California is no New Jersey, it seems.
Rep. Jerry McNerney of Pleasanton, (pictured on the right) after hearing about a New Jersey sting operation that found hundreds of inaccurate gasoline pumps, fired off a letter to California Attorney General Jerry Brown a few weeks ago asking the state’s top lawyer to launch a similar investigation in the Golden State.
After all, with gas at $4-plus-a-gallon, mispriced pumps, out-of-calibration equipment and even outright efforts to to defraud motorists of the nectar than feeds their automobiles is beyond heinous.
Brown’s office, so far, has politely declined to start such a probe given the existence of the state’s ongoing enforcement programs.
That’s all fine and good but I suspect such a move would meet with widespread huzzahs from consumers who simply do not believe that a single tank of gas could possibly cost $75.
California does monitor the accuracy of the state’s thousands of fuel pumps through a little-known entity called the Division of Weights and Measures. Every California county has such a division and a person designated as the Chief Sealer; the duties are part of the county’s agricultural commissioner’s office.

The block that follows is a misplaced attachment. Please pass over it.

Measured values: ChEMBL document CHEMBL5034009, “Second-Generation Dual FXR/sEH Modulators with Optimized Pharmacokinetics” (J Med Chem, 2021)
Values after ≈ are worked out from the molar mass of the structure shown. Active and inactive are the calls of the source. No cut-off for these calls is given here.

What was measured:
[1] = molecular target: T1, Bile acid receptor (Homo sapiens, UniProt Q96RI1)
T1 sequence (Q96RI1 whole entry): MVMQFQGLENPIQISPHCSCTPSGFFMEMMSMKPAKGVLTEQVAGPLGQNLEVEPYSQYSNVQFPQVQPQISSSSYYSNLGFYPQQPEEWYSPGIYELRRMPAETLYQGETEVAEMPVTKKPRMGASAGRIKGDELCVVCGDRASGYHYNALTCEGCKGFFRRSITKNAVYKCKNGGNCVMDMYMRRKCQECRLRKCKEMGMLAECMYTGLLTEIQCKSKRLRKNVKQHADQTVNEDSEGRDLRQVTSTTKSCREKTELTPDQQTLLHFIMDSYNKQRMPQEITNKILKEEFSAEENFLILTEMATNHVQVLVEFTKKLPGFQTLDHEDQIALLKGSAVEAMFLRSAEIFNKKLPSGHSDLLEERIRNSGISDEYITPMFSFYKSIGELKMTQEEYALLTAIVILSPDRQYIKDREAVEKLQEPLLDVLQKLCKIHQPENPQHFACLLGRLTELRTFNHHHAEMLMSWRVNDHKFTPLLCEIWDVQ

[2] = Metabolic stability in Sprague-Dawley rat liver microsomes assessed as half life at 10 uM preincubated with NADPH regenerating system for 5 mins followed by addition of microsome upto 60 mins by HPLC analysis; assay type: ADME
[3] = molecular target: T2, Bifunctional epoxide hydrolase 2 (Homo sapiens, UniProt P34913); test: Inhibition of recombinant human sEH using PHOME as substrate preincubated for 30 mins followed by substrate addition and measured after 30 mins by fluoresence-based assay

Contra Costa has about a half-dozen inspectors who check the county’s roughly 7,700 gas pumps for accuracy, pricing, advertising, etc., every 12 to 18 months.
They also monitor price scanners at grocery and department stores, taxi meters and other stuff that measures what we buy and eat. The businesses that use pumps and meters pay a yearly fee to fund the inspections.
Interestingly, the number of complaints about fuel inaccuracies or other problems with gas pumps has gone up in Contra Costa County along with the prices.
Contra Costa Deputy Chief Sealer Patrick Roof and he says the division has so far this year received 27 complaints, or an average of 4 1/2 a month, compared with 33 in 2007, or about three per month.
If you have a complaint about a Contra Costa County gas station, call 925-646-5250. In Alameda County, call 510-268-7343.